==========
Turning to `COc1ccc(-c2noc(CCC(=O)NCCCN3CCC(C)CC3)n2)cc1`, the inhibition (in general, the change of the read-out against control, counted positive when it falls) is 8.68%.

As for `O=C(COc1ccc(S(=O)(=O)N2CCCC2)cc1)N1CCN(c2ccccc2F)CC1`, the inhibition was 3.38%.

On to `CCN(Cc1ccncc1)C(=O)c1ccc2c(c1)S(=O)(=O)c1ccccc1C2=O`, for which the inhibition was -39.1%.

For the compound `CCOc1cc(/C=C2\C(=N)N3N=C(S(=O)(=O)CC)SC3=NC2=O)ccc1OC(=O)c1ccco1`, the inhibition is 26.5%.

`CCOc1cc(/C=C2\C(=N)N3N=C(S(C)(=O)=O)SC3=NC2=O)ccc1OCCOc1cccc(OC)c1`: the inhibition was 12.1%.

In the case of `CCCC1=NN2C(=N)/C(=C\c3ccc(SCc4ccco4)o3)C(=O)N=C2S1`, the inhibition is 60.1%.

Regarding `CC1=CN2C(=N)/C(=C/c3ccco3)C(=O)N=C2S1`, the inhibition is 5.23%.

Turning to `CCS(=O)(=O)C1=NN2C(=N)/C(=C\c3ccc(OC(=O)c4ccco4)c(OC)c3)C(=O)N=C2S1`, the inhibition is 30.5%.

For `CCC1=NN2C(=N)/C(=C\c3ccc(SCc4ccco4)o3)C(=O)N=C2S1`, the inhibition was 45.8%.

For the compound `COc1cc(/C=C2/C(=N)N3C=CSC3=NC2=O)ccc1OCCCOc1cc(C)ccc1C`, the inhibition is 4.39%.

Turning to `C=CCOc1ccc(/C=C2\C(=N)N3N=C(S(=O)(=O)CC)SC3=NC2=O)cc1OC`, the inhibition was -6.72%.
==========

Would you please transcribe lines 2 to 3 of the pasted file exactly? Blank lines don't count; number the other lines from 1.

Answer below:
As for `O=C(COc1ccc(S(=O)(=O)N2CCCC2)cc1)N1CCN(c2ccccc2F)CC1`, the inhibition was 3.38%.

On to `CCN(Cc1ccncc1)C(=O)c1ccc2c(c1)S(=O)(=O)c1ccccc1C2=O`, for which the inhibition was -39.1%.